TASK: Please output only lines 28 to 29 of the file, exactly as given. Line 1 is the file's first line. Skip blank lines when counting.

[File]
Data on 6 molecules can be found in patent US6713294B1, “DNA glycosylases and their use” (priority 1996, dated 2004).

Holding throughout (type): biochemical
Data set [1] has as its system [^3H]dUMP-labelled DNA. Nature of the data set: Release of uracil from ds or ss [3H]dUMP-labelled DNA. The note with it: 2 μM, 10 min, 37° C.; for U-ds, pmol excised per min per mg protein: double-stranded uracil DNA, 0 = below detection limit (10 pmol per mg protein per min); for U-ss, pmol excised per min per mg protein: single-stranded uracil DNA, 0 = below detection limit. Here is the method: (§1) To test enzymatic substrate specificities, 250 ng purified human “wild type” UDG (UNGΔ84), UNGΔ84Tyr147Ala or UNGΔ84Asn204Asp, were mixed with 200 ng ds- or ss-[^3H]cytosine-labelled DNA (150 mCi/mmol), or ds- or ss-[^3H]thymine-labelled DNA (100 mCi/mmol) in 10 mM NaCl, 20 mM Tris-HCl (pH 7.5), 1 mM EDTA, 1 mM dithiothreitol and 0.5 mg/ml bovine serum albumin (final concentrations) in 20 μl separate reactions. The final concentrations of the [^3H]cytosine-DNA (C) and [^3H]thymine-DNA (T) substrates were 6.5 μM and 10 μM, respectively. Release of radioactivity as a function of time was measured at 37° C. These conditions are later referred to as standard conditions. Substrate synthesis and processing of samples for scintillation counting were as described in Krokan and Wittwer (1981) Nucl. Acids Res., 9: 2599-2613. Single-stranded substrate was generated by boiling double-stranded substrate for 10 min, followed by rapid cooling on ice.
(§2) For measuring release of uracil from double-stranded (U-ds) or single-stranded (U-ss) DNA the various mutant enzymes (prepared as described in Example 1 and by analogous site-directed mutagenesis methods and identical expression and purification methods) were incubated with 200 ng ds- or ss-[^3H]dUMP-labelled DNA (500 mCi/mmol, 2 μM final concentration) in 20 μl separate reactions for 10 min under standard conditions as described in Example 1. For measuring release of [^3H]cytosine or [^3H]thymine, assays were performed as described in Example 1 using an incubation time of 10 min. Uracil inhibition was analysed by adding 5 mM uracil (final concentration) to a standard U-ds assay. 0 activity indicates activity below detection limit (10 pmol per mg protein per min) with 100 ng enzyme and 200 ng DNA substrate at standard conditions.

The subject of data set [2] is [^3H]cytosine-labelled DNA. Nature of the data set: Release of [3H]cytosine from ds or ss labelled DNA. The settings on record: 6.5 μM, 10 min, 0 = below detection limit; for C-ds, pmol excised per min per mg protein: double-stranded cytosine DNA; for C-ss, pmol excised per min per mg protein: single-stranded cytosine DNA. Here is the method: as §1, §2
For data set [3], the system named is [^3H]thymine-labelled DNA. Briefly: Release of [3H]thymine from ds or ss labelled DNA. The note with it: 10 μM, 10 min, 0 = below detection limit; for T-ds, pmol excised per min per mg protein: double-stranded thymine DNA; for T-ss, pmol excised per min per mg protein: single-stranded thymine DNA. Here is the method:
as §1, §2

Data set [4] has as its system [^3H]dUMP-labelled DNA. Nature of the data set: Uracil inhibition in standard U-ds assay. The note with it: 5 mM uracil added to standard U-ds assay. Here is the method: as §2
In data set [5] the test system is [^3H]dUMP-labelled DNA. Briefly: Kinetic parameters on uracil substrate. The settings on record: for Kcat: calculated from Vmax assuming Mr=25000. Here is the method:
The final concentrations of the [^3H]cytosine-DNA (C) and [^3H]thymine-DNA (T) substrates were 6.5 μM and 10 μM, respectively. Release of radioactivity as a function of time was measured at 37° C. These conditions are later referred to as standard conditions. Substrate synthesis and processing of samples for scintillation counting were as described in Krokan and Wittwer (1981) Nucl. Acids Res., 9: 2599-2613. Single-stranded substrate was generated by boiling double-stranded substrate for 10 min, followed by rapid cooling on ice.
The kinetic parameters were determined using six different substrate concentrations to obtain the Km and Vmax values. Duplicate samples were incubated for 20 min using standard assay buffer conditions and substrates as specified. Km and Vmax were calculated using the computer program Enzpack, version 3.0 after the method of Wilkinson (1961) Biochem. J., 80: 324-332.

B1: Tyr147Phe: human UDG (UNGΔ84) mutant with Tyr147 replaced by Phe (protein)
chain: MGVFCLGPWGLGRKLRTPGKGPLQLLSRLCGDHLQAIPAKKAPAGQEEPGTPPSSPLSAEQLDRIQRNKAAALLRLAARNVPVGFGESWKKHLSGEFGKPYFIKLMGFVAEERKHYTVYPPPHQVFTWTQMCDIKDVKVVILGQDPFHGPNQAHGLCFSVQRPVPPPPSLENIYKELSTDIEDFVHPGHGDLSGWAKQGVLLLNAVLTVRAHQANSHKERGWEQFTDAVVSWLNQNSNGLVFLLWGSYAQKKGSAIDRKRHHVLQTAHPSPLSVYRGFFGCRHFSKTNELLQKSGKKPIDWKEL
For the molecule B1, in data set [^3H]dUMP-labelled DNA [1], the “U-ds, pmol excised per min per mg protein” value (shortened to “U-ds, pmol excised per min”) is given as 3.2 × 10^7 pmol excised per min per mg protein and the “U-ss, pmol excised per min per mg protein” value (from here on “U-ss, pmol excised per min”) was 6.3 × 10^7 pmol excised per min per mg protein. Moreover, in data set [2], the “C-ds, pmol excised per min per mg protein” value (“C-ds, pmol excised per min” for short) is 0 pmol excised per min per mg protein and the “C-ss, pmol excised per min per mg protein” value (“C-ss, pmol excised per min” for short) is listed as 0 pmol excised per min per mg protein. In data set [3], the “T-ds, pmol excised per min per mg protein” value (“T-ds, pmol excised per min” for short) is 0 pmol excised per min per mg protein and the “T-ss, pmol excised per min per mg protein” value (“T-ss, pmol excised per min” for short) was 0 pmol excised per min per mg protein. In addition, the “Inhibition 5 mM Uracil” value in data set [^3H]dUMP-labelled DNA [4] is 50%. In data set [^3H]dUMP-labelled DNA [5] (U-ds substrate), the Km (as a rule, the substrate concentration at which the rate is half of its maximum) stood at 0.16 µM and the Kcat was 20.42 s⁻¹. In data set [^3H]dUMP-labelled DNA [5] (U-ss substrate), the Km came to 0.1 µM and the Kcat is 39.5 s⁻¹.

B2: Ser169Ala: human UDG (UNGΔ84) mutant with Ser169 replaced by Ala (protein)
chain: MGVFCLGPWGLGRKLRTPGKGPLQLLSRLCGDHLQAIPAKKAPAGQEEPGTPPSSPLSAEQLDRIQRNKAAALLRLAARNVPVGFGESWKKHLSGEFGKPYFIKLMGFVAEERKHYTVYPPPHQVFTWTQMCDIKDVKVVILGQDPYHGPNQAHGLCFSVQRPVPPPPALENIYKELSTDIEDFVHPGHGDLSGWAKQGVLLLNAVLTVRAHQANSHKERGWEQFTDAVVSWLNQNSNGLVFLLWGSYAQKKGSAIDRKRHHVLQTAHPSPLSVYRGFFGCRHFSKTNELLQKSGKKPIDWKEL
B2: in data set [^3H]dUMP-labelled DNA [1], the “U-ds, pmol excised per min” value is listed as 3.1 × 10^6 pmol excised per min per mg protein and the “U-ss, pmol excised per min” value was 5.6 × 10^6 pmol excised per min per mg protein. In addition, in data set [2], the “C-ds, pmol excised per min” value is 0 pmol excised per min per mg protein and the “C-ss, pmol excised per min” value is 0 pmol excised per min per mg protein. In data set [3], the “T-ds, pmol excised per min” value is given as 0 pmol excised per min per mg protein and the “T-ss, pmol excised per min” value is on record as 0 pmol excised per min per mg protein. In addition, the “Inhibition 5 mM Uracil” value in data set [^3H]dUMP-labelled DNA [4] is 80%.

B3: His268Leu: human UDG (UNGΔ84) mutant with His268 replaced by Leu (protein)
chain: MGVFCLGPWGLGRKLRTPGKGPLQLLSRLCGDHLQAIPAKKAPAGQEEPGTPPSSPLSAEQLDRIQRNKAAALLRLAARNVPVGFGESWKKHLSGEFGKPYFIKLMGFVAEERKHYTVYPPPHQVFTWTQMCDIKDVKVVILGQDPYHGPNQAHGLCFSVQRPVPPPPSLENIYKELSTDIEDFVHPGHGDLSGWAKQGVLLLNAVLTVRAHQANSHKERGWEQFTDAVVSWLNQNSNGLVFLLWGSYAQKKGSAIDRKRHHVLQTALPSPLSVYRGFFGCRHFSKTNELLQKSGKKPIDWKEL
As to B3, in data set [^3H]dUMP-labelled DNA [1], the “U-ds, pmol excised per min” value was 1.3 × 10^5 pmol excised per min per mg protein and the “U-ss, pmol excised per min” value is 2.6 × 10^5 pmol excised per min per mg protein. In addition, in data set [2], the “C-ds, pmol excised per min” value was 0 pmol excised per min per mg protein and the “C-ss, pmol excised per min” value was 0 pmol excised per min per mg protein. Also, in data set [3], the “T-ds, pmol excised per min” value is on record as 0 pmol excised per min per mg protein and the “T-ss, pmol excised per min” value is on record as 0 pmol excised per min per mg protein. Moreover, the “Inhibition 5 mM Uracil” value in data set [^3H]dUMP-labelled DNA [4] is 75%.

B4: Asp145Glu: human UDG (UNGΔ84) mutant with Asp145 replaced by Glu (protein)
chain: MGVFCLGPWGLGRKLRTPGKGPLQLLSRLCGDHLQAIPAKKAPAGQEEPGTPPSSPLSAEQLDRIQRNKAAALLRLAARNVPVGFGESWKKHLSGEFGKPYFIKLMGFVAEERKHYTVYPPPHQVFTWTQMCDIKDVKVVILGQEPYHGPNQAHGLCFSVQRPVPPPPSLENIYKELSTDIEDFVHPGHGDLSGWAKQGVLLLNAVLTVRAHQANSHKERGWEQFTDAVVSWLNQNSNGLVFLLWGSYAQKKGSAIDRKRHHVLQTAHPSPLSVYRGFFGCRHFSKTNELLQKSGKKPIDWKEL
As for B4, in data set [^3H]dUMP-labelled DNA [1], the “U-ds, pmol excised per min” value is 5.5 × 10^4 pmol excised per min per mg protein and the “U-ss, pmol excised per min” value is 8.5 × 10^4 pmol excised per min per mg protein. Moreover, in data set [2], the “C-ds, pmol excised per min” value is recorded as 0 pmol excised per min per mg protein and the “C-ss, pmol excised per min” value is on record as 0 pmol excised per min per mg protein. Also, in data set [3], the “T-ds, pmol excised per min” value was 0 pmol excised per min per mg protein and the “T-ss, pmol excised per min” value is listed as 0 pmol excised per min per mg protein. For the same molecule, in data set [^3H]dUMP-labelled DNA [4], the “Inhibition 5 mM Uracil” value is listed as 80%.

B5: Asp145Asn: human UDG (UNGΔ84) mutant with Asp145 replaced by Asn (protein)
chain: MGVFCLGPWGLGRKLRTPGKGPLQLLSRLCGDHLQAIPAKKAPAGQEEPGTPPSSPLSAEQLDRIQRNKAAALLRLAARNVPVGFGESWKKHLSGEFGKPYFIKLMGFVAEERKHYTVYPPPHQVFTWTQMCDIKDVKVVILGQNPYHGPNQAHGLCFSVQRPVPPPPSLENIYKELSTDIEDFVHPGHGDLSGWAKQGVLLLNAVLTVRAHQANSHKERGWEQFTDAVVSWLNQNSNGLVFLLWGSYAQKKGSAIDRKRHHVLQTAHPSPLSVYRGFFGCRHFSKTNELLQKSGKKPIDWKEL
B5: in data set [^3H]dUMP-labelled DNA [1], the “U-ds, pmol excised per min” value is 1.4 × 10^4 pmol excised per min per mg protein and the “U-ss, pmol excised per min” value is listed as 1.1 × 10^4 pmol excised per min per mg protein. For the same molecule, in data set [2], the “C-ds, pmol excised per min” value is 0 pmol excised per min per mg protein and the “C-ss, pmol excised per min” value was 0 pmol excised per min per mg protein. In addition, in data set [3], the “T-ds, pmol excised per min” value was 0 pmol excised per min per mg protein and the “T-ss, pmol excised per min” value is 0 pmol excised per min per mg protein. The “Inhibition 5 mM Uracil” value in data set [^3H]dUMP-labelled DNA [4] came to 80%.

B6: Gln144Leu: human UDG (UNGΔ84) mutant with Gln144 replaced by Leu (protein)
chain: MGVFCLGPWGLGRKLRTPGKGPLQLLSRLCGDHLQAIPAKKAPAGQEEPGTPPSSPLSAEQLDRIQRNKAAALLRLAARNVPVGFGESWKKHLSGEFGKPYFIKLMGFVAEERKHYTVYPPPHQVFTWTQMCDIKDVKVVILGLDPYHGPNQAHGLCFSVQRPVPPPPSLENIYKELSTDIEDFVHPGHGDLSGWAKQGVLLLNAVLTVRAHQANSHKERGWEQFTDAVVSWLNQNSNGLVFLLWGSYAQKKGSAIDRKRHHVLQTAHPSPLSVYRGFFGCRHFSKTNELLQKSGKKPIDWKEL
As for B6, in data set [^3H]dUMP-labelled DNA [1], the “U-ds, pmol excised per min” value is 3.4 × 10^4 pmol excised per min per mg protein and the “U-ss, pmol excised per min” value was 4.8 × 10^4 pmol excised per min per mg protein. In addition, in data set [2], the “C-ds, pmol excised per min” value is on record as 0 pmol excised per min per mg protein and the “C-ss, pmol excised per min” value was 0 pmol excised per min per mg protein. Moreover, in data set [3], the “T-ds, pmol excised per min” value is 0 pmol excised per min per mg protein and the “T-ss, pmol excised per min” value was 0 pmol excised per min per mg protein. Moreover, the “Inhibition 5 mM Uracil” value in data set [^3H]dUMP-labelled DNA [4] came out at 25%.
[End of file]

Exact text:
chain: MGVFCLGPWGLGRKLRTPGKGPLQLLSRLCGDHLQAIPAKKAPAGQEEPGTPPSSPLSAEQLDRIQRNKAAALLRLAARNVPVGFGESWKKHLSGEFGKPYFIKLMGFVAEERKHYTVYPPPHQVFTWTQMCDIKDVKVVILGLDPYHGPNQAHGLCFSVQRPVPPPPSLENIYKELSTDIEDFVHPGHGDLSGWAKQGVLLLNAVLTVRAHQANSHKERGWEQFTDAVVSWLNQNSNGLVFLLWGSYAQKKGSAIDRKRHHVLQTAHPSPLSVYRGFFGCRHFSKTNELLQKSGKKPIDWKEL
As for B6, in data set [^3H]dUMP-labelled DNA [1], the “U-ds, pmol excised per min” value is 3.4 × 10^4 pmol excised per min per mg protein and the “U-ss, pmol excised per min” value was 4.8 × 10^4 pmol excised per min per mg protein. In addition, in data set [2], the “C-ds, pmol excised per min” value is on record as 0 pmol excised per min per mg protein and the “C-ss, pmol excised per min” value was 0 pmol excised per min per mg protein. Moreover, in data set [3], the “T-ds, pmol excised per min” value is 0 pmol excised per min per mg protein and the “T-ss, pmol excised per min” value was 0 pmol excised per min per mg protein. Moreover, the “Inhibition 5 mM Uracil” value in data set [^3H]dUMP-labelled DNA [4] came out at 25%.